Unifying the Community around Open Standards Programming for Accelerators
Notable change is happening in the technology industry, with a major shift towards heterogeneous architectures. This has the potential to bring major performance increases for many types of software. The term “heterogeneous” has been around for quite a long time, but only recently has it started to become profoundly important, especially with the emergence and hype curve of modern AI software. Heterogeneous refers to computer architectures that consist of multiple types of processors, often designed to accelerate specific types of workloads, such as CPUs, GPUs, FPGAs, and TPUs, for example. In fact, more than 90% of the top-10 supercomputers in the world are taking advantage of GPUs as part of a heterogeneous architecture, and this percentage grew significantly over the past five years, even before the current AI boom.
Large language model-based applications, such as ChatGPT, have recently grabbed headlines by demonstrating an astounding ability to deliver interactive information to users. What is important to understand is that these models are only possible using heterogeneous architectures. AI software, however, is not the only type that is taking advantage of highly parallel systems though, and right across the industry GPUs are being used to deliver performance that is pushing the boundaries of both research and industry applications in HPC, data center, and embedded environments. This covers many domains like science, healthcare, and finance, to name a few.
What does this mean for the industry and how does this relate to open standards and the UXL Foundation?
The emerging use of GPUs, and increasingly with processors designed for specific workloads (such as AI), is creating a challenge for software developers: They need to develop highly parallel software for multivendor and multiarchitecture systems. A colleague and member of the UXL Steering Committee, Robert Cohn, reminded me how Linux and GNU transformed the software stack for CPUs, in the data center particularly, by using open source and open standards. As a result, developers don’t need to think about what type of CPU they are compiling for when writing software. This is not yet the case for GPUs and AI accelerators but together the industry is working on a solution.
The Unified Acceleration (UXL) Foundation was announced in September and brings together members from across the hardware and software verticals. It is part of the broader Linux Foundation, with the UXL Foundation adopting its open and independent governance model. The goal of the foundation is to unite the accelerator ecosystem around open standards and open-source software so that developers can build applications — now and in the future — able to target multivendor, multiarchitecture systems. If you don’t need to think about the processor you are targeting when writing software, then we have done our job.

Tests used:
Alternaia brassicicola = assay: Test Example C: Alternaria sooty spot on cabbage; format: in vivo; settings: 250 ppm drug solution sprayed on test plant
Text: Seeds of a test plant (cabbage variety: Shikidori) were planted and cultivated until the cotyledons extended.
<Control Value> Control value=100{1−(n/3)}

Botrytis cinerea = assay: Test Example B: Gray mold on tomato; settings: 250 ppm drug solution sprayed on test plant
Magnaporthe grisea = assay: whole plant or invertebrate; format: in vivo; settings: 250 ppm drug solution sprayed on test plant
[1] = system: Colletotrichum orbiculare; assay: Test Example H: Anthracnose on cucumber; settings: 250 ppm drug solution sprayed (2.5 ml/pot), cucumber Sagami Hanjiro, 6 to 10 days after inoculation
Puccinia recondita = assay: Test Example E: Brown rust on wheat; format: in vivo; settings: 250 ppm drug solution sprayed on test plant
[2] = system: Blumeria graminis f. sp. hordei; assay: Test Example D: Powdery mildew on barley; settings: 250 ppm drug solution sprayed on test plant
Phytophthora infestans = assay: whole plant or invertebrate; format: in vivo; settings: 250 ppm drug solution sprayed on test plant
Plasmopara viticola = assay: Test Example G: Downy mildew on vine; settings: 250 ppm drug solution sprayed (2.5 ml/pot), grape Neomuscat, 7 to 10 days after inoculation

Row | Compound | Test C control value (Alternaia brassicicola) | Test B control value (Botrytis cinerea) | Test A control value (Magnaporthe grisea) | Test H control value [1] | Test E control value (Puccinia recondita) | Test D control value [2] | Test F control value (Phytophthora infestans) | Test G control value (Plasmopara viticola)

The foundation is building on the momentum of the oneAPI specification and projects that implement this specification. These projects are already delivering multivendor targets to developers, and our members will continue to build on these. The specification and projects are being contributed to the foundation by Intel and cover the fundamentals needed by developers to write accelerated applications and workloads. These projects will operate under the open governance principles and processes defined by the UXL Foundation. Critically, what this means is that all contributions are treated equally, and the community can have a voice in shaping the future of the projects through open proposals and discussions.
The UXL Foundation is organized in a way that enables two fundamental areas of collaboration. First, there are a set of Special Interest Groups (SIGs) that are intended to foster discussion and feedback on the projects. These forums host presentations and discussions by both maintainers and contributors on new areas of development and applications for the projects. They are an entirely open place for discussion, and no membership is required to join or propose a topic. Second, the working groups exist to coordinate collaborative work related to the specification and the projects (as you might expect). These groups have recently been formed, and they will define the work packages that the members and community will be executing. There will be opportunities for everyone to contribute, from public build infrastructure and CI, extending the open-source kernels for projects, defining contribution processes, and much in between.
I am the chairperson for the steering committee alongside the other steering member representatives and each organization has an equal voice and a vote in making the high-level decisions for the direction of the foundation.
Even if you cannot join the steering committee, you can play an equally important role in the foundation’s future by joining and contributing to the SIGs, working groups, and work packages. Your input is key, so if you think we are doing things wrong, tell us, and if you think we are doing things right, tell us. We want the foundation to work for the whole community.